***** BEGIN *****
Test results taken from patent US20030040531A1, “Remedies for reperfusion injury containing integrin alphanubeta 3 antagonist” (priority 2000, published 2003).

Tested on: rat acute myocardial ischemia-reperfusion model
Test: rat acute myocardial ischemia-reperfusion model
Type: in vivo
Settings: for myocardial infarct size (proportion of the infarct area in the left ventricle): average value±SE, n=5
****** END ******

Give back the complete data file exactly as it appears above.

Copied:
Test results taken from patent US20030040531A1, “Remedies for reperfusion injury containing integrin alphanubeta 3 antagonist” (priority 2000, published 2003).

Tested on: rat acute myocardial ischemia-reperfusion model
Test: rat acute myocardial ischemia-reperfusion model
Type: in vivo
Settings: for myocardial infarct size (proportion of the infarct area in the left ventricle): average value±SE, n=5